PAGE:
Depression was more reported among physicians who have seen more patients per shift (although not significant). This result is usual as the more number of patient seen by physician the more stress and depression. This is in agreement with Raffa study. [11] However, other study showed inverse relation. [10] Also depression was more reported among physicians with more number of children (although not significant). This result was expected as the more number of children the more needs for care, money and education. This is in agreement with Erdur study. [6]

In the present study, depression was more reported among less experienced physicians. This result was unexpected as more experience leads to less stress and therefore less depression, the result might be explained by the possibility of work dis-satisfaction among those physicians. This is in agreement with Erdur and Raffa study. [6,11] However, other study showed inverse relation. [10]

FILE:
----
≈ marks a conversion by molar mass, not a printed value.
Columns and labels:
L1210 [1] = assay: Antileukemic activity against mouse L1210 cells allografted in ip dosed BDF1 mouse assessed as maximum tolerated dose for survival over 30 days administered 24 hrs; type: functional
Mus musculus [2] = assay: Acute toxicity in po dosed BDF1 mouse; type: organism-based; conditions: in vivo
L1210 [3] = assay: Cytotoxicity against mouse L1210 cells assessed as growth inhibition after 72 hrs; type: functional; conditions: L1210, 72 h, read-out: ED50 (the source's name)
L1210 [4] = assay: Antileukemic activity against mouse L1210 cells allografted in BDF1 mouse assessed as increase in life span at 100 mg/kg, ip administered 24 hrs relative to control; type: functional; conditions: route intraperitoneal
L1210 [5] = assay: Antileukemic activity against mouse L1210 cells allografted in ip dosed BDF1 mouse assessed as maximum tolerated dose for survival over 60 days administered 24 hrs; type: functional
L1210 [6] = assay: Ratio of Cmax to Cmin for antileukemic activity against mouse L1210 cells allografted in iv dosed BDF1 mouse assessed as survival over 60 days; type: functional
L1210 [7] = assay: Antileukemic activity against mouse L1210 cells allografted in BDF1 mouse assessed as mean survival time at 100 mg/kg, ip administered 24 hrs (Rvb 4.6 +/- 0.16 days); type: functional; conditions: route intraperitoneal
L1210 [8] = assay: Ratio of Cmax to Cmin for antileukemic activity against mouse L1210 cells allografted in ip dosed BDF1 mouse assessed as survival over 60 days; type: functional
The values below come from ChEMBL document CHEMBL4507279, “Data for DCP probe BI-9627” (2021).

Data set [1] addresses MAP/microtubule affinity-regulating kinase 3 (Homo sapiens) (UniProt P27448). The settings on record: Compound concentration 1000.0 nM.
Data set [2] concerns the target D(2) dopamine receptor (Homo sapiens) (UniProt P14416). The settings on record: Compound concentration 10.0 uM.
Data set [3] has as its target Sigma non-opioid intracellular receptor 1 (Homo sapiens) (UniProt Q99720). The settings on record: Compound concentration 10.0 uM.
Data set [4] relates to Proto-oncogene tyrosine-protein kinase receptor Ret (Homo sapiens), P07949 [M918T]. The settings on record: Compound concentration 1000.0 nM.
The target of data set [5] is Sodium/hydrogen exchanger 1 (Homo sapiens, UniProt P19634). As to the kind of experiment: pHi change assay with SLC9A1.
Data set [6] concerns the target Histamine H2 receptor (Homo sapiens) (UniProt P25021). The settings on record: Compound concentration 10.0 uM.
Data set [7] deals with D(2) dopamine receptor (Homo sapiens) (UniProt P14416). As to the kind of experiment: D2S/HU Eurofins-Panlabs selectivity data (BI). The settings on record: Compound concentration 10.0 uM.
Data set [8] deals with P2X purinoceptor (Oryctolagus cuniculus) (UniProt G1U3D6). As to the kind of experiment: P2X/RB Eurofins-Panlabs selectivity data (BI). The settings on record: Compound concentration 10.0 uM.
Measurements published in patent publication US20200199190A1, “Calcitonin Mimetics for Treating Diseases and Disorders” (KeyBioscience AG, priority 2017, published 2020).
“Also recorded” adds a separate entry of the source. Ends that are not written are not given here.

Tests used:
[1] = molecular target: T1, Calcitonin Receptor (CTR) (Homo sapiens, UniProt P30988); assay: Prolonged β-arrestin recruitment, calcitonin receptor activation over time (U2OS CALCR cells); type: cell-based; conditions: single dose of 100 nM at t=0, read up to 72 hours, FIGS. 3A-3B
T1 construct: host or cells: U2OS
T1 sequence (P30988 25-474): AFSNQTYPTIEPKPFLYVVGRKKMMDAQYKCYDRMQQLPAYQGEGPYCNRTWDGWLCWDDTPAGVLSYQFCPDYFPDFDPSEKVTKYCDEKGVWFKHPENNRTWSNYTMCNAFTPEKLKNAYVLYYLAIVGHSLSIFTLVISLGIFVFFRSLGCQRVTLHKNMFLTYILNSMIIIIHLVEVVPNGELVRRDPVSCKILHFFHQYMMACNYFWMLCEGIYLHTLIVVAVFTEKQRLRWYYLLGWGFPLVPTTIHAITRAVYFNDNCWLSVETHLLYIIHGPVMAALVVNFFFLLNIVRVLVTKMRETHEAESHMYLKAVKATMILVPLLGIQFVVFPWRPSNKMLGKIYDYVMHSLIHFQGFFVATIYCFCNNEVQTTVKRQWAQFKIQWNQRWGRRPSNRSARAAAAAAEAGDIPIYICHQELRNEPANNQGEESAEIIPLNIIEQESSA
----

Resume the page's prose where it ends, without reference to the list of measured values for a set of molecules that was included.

Smoker physicians were more significantly depressed than none-smokers. This result was expected and showed much higher prevalence than Erdur et al study which showed 10.8% of physicians who were smoker to be depressed. [6]

Depression was more significantly reported among physicians with previous history of depression. This result was expected and can be explained by the possibility of recurrence of depression among those who were previously affected. This is in agreement of Asal and Abdel-Fattah study. [17] Relative loss was accompanied by higher rate of depression. This result is usual, as relative death considered a major life stressor. This is in agreement of Asal and Abdel-Fatta study. [17]